Dear Srikkanth, may we not see your like again

by Ashish Magotra  Aug 13, 2012 17:39 IST

#Cricket   #India   #Kris Srikkanth   #ThatsJustWrong  

The Olympics have robbed India’s chief selector of his moment of glory – he has presided over his last selection meeting and the news was greeted with barely a murmur. But he surely deserves better.

Srikkanth's panel, appointed in 2008, was the first-ever fully paid BCCI selection committee. They earned Rs 25 lakhs per annum to begin with and that was upped to Rs 40 lakhs in December 2009. The move was intended to make the selectors “accountable.”

But instead of that, all we heard was this:

“Boss, shut up! You keep quiet. Aap aise googly bol-bol ke baat karega toh mai bhi gussa ho jaega. Aap mere ko ungli daloge toh mere se kya expect karte ho,” said Srikkanth a few months back.

Has Srikkanth failed to tackle the issue of senior players retiring from the team? AFP

Indeed, the issue was that we expected a lot from India’s ‘professional’ selectors but all we got was one googly after another from Srikkanth and Co.

Remember the match against South Africa in 2010, when Rohit Sharma was injured on the morning of the match and his place was taken by Wriddhiman Saha – simply because the selectors had forgotten to include any other batsmen in the set-up.

Srikkanth’s response on a TV channel was telling: “As the chairman of the selection panel, I am willing to own up responsibility. It's a lesson learnt, and from now on we will not select players who are not 100% fit...”

So till then, they were content picking up half-fit guys and hoping that they would recover in time for the match. But the lesson wasn’t learnt very well – because they did the same thing by picking Zaheer Khan for a tour of England last year even when he had obvious fitness issues.

After India’s failures in England and Australia, the chief selector came up with another gem: “In subcontinent conditions, these guys will do well.”

The rumoured fight between Mahendra Singh Dhoni and Virender Sehwag during the tour of Australia saw the latter being dropped for the Asia Cup but Srikkanth thought it fit to convince us otherwise: “I can 500 percent assure you honestly that nobody’s been dropped”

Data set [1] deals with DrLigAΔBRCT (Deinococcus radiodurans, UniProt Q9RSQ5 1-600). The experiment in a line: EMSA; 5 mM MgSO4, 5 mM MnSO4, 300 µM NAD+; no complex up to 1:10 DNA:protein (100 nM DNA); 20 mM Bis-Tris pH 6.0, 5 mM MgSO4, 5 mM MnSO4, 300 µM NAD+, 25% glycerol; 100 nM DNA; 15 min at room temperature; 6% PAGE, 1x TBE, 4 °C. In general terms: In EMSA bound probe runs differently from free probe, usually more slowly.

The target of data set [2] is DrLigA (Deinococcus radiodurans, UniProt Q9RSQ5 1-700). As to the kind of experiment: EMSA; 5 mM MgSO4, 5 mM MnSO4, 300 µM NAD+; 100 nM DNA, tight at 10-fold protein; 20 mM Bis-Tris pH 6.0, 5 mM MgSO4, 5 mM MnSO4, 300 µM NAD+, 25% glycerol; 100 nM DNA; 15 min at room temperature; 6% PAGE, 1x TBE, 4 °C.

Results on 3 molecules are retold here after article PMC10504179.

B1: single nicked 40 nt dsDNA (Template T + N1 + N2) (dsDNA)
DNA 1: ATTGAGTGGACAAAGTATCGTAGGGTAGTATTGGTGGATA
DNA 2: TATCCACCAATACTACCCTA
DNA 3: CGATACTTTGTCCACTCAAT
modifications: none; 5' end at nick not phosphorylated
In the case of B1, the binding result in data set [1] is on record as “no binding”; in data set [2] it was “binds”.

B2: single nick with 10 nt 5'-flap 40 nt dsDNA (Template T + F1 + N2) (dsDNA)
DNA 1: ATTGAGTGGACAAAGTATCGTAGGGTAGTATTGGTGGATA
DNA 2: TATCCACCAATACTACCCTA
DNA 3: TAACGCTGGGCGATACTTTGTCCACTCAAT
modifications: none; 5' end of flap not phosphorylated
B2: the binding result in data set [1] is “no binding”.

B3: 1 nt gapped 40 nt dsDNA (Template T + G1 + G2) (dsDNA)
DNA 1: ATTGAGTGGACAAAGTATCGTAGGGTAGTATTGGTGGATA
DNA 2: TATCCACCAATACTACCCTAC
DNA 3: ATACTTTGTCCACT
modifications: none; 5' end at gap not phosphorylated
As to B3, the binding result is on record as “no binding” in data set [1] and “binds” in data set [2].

He also managed to make stating the obvious seem like a work of art. After India’s early exit at the ICC World T20 in the West Indies: “There were probably a few areas where we'll probably have to rework, correct ourselves and then come back in the game. Like playing short-pitched bowling, practising more on that. That will help.”

Thank you for telling us something that a generation of Indian cricketers and fans have known for a long time.

He also proved himself to be an excellent diplomat. After the trashing India received in England – they did not win a single match.

“We had a pretty young side in England and we did well, although we didn’t win any match but that was more to do with the injuries and rain, or otherwise we could have won a few matches at least,” said Srikkanth. ‘We did well.’

And during his tenure, he also managed to prove that he is a good dad and in India, family matters. That earned him a few brownie points with president N Srinivasan, who was then the secretary. He managed to somehow squeeze his son, Anirudha Srikkanth, into India’s Emerging Players Squad that went on tour to Australia.

Srikkanth said the selection had been arrived at with “consensus”, and Srinivasan told that media he did not talk about selection matters. One of the few times, we’ve seen Srikkanth remain silent.

Srikkanth is also a brand ambassador of the Chennai Super Kings IPL team and his dual role raised a conflict-of-interest debate. But Srikkanth’s only response to the controversy was – as he told The Indian Express – “Yes, I am. I don’t want to talk about it, you ask the board about this issue,” he said. Silence again.

But perhaps his biggest failing was in refusing to plan for the retirements of the seniors like Rahul Dravid, VVS Laxman and Sachin Tendulkar. The juniors have just not been groomed to take over and Srikkanth’s tired rhetoric throughout has been: “The seniors can decide for themselves.”

Of course, it was during Srikkanth’s tenure that India won the cricket World Cup in 2011. But one can’t help but think that the victory had more to do with the players than with astute selections. They also managed to pick Rahul Sharma after he had not even had a decent run in Ranji trophy. Of course, the last selection meeting was true to form as well – Yuvraj Singh, Harbhajan Singh, Laxmipathy Balalji and Piyush Chawla all made a return to the team for the World T20.

Srikkanth’s legacy as a selector is of chaos -- random selections and strange reasoning accompanying each of them. And for a man who comes across as one who loves to talk, he will sadly be remembered for his silences.

Wonder if someone doing ungli would have got him to break his silence on the difficult questions as well...

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